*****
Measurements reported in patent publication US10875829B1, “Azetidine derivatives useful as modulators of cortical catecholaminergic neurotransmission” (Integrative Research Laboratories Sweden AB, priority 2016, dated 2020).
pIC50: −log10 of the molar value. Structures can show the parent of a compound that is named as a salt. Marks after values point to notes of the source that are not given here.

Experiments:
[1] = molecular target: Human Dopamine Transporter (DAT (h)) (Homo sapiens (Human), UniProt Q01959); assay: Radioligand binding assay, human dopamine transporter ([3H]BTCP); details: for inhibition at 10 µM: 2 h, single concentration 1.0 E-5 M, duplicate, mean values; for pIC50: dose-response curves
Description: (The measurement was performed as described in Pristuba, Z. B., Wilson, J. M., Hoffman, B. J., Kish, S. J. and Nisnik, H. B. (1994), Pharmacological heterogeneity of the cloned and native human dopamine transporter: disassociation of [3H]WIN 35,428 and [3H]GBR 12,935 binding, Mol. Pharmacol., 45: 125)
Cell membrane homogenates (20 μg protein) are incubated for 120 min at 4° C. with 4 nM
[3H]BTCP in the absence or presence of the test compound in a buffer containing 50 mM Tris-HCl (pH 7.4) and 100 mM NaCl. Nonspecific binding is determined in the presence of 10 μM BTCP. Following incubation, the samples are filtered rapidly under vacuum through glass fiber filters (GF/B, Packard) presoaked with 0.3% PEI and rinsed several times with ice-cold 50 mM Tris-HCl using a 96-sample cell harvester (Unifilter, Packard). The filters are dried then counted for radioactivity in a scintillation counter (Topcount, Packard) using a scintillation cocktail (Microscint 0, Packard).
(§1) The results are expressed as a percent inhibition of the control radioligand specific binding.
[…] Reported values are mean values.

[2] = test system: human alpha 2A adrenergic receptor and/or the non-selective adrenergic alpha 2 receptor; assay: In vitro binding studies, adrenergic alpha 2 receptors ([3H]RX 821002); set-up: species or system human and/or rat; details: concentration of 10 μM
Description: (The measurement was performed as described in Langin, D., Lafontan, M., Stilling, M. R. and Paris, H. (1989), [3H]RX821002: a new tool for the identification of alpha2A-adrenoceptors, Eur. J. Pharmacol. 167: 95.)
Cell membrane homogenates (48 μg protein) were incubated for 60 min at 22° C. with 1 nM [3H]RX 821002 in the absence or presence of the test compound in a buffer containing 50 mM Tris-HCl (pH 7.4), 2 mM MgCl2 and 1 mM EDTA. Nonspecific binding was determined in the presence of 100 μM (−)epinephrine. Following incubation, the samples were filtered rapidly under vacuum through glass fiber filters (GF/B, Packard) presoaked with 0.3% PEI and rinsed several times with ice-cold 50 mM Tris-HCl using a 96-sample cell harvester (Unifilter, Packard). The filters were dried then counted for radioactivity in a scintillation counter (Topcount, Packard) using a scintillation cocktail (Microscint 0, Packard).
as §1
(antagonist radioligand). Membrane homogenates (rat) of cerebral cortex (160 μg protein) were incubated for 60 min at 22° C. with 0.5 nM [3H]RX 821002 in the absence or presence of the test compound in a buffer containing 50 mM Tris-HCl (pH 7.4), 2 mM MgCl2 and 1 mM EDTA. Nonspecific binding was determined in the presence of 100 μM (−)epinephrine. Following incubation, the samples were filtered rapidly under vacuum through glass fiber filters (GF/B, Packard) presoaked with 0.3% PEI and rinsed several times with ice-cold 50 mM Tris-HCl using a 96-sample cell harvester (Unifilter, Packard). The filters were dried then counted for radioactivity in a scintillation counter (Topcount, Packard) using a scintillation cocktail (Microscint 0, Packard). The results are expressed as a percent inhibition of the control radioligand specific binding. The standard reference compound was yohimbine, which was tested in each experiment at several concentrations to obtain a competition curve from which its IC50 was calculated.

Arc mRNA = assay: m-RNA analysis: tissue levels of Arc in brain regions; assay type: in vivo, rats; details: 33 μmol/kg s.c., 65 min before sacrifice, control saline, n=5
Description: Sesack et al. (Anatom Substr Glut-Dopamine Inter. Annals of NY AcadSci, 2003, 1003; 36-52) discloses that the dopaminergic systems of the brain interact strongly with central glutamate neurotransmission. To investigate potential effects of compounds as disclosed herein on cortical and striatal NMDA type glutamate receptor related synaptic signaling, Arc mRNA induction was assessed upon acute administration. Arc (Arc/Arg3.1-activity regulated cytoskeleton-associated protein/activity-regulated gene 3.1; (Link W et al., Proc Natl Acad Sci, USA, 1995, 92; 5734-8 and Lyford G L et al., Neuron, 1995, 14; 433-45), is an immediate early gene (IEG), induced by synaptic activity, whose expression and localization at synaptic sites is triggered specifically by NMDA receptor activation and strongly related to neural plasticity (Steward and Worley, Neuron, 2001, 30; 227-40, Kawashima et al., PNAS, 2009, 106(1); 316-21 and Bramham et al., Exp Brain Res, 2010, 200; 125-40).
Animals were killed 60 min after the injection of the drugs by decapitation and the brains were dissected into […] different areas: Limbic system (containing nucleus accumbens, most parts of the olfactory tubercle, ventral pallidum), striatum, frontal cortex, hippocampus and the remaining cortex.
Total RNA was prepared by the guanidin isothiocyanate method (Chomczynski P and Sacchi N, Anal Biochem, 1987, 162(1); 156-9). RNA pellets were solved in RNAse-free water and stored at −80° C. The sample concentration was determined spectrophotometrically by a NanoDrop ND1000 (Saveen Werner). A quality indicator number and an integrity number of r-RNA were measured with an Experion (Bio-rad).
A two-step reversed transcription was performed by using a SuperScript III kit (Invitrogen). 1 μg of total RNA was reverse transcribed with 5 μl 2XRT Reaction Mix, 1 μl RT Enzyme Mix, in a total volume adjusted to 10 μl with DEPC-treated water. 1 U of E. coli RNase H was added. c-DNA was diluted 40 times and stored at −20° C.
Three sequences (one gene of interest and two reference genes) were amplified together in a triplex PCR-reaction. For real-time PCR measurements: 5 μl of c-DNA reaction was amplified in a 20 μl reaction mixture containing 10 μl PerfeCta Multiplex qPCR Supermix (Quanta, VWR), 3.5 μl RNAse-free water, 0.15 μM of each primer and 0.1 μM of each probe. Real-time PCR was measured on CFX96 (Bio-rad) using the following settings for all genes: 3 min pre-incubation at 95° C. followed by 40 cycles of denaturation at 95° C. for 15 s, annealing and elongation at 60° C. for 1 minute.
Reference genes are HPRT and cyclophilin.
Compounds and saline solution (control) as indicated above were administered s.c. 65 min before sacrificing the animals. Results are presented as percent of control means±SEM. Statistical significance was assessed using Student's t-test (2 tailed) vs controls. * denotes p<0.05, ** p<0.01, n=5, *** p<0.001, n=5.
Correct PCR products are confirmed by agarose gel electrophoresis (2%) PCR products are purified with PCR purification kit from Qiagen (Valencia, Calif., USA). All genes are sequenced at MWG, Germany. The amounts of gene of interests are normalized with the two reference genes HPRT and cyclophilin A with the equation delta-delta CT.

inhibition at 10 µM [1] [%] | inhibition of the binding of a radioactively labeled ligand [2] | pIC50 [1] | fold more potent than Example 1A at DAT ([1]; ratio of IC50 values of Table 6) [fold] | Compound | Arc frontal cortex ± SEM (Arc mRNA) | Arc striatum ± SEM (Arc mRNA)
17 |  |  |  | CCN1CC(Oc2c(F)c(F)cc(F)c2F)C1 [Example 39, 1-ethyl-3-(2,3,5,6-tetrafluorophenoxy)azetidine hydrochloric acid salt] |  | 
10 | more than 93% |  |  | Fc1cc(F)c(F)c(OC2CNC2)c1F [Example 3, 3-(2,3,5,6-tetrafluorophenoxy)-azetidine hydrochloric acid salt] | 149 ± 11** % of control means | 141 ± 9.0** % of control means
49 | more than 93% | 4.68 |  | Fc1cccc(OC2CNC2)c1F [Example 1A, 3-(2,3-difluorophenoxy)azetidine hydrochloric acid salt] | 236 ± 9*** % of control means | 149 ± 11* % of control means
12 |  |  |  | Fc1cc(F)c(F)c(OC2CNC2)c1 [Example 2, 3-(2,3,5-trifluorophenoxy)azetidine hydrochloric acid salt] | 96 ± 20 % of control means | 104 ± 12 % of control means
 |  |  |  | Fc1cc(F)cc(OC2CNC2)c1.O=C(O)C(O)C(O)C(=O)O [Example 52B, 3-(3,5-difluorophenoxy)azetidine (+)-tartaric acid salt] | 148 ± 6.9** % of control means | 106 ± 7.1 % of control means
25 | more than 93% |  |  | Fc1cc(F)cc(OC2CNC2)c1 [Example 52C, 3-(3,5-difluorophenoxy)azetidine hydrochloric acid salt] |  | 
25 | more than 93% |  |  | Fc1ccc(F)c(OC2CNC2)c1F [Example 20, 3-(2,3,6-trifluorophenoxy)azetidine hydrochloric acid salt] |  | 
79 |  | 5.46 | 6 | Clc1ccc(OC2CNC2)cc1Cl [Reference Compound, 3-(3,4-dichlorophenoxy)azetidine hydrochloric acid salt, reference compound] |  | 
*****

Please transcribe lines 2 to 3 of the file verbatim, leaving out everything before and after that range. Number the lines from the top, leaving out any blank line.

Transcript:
pIC50: −log10 of the molar value. Structures can show the parent of a compound that is named as a salt. Marks after values point to notes of the source that are not given here.

Experiments: